As part of The Leaders Club we are here to support you. With this in mind Joseph, one of our team of fantastic leadership coaches, shares how leadership decision making is a hot-topic right now and how a leadership coach can be a rock by your side in unprecedented times.
The current pandemic has created one of those situations when leaders are asking more of themselves, their employees, stakeholders and the wider society.
Leaders across the spectrum who get it right at this time, will reap a reward, primarily if those who rely on them suffer less disproportionately.Their judgement and decision-making under pressure is being put to the test and will continue to be in the next few months.Their focus, clarity of decisions and execution, mostly through their employees, will be their best guide.
The current complex crisis is most problematic because the scale of uncertainty with many moving parts is enormous – the virus itself, the spread of the illness it causes, the impact of that illness on the community and the workforce, the impact on company revenues and jobs, the impact on the wider economy, the in-country government’s response, the response of other governments. These are constantly changing, as we have seen in the past week. How is a leader to make the correct split-second decisions in these circumstances. about closing shops, managing workforce absences, laying off staff, changing production lines, changing product lines?
Decision making: Head, Heart and Gut
It is said that most people make decisions from emotion (heart and gut) and justify it with their cognition (head), except if they have learnt to get the head to engage with the gut to verify the factual basis of the decision, a subject covered by Daniel Kahneman in his book “Thinking Fast And Slow”.
“Most people make decisions from emotion (heart and gut) and justify it with their cognition (head).”
Did you know that the ancient Egyptians regarded the heart to be the source of good and bad decisions and would therefore bury the heart separately from the body and discard the brain?
The new study of neurocardiology is beginning to provide a fuller appreciation of the complexity of their interconnectedness, as Grant Soosalu, Suzanne Henwood, Arun Deo researched (Head, Heart, and Gut in Decision Making: Development of a Multiple Brain Preference Questionnaire).
Moving through this pandemic, specific challenges for attention are likely to include
· Living the published corporate values in all actions, by all in the organisation.
· A clear, credible response to the crisis, in reassuring customers, employees and other stakeholders of continuity or of closures, where that becomes inevitable. For the Education sector, this would be students, parents, central and local government, alumni, funders.
· Activation of a business continuity process, which may have been prepared for other crisis, adjusted for the scale of the present circumstances.
· Reliance on IT infrastructure and the IT literacy of employees and customers who would need to use those services – closure of shops to depend on deliveries, would require an IT literate customer base.
· Well-being of staff who may be just working from home or self-isolating. Most teachers always work within premises so remote working with students and parents will be new.
· Identifying new services to existing customers or gaining access to a new customer segment. This may require acquiring expertise or developing it in-house. Supporting students to study, be assessed and receive feedback online, would consolidate knowledge for some developing new skills for others. Educational institutions with a good capability could support others who are struggling.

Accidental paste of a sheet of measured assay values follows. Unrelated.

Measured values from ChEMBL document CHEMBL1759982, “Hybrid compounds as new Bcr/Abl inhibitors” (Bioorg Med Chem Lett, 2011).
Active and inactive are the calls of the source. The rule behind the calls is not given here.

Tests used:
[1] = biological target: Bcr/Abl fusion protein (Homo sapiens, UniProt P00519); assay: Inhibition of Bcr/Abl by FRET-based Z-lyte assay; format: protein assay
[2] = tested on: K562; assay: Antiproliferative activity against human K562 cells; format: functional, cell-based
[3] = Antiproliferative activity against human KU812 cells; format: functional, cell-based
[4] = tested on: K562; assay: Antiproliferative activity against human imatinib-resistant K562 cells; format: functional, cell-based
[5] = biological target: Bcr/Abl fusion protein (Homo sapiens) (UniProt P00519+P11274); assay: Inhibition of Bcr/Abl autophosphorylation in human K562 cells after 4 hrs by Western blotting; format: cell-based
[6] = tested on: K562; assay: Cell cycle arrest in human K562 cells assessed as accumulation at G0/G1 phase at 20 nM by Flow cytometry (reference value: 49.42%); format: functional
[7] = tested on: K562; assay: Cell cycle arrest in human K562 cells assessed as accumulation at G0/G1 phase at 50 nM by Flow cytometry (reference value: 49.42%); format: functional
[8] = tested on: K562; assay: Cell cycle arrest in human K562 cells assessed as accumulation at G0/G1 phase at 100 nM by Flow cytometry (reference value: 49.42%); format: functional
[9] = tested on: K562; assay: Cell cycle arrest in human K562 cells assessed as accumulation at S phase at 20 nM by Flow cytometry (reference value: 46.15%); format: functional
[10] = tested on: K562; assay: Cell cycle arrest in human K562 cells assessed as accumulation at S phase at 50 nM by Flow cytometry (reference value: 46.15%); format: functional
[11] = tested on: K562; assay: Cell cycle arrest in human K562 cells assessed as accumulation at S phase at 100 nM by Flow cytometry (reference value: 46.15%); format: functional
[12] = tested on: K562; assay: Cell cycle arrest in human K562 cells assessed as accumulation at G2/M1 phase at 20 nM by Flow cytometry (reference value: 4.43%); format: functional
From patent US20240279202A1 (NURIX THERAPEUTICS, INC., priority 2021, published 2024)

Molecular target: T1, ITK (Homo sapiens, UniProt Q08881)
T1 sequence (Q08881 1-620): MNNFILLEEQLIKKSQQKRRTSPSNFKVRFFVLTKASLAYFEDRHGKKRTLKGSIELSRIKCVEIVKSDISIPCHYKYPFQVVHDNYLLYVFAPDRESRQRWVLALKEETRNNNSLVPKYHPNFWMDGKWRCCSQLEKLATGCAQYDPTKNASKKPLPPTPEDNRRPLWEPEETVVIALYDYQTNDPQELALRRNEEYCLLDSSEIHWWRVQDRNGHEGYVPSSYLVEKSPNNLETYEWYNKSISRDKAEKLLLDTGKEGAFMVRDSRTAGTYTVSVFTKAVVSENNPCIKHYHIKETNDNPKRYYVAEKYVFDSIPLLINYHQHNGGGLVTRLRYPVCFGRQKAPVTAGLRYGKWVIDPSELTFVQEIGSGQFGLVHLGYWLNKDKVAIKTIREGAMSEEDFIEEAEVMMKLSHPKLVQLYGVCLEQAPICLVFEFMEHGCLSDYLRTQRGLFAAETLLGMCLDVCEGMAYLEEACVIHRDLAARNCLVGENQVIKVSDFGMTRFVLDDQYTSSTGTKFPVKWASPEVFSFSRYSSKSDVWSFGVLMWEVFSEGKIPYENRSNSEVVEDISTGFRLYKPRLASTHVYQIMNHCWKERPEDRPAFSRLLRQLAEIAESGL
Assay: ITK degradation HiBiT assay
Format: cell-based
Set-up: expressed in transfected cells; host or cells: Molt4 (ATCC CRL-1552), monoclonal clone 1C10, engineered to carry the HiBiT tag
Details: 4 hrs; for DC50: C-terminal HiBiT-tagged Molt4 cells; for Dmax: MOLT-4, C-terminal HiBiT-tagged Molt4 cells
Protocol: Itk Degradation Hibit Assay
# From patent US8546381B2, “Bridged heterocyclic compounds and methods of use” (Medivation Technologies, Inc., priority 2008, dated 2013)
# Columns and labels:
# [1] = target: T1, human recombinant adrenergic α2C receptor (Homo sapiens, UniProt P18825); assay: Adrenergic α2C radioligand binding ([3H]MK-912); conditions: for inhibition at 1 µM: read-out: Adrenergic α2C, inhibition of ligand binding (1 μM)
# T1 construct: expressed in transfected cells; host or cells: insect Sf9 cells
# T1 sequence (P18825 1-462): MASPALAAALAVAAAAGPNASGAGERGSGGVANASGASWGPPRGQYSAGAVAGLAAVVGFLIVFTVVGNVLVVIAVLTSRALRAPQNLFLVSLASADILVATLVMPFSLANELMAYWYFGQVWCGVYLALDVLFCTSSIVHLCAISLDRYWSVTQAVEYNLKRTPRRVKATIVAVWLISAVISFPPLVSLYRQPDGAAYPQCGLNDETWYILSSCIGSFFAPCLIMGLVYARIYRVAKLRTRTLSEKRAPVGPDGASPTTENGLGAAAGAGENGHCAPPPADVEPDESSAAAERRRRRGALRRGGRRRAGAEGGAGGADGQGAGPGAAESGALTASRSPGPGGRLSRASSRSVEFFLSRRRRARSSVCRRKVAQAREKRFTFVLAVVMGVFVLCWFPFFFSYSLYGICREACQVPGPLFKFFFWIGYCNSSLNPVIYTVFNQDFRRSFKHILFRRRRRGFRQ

The leader who has practiced and has experience of decision making under pressure may be more prepared to handle the process and the stress it is generating, more than one new to leadership position. The correctness of these decisions in this pandemic with so many ‘moving parts’ in an unprecedented situation, will only become evident in the aftermath. One could model scenarios from the identified parts, and base decisions on them using projected data. This would admittedly be an intelligent guess at the point of making it.
A Trusted Partnership
A professional leadership coach is a partner at your side who wants for you as much as you want yourself, your organisation and your people. An objective cheerleader who challenges you to be better and do better. If the leader doesn’t care, neither will the coach. A coach differs from a mentor, as a mentor must have experience of a similar role.
The coach’s focus is the individual who has a role; not the role itself. For example, the coach’s role with the CEO is the role they play in helping the person that is the CEO, not the role of the CEO. This enables the leadership coach to hold an outside perspective, be someone whom the leader can work with to bounce ideas around and to gain encouragement and challenge in equal measure, in what can often be a lonely place.
Coaching impact is most evident in focus, clarity of thinking and action of the client. The leadership coach comes into their own when the leader is required to ask more of themselves than before and to accomplish what they really want, more easily.
In conclusion, a leadership coach can help leaders ask more of themselves in
· Self-knowledge, which is crucial for leaders currently, to leverage their strengths. They must lead themselves in uncertainty first, before leading others effectively.
· Preparation and rehearsal of responses to crisis situations including, managing own well-being.
· Accepting uncertainty, operating effectively within it and supporting employees to do the same.
· Keeping in mind that the decision is about people.
· Taking decisions strategically and being open to opportunities for the re-building that will follow.
· Trustworthy and empathetic communication with employees, customers, stakeholders and the wider community.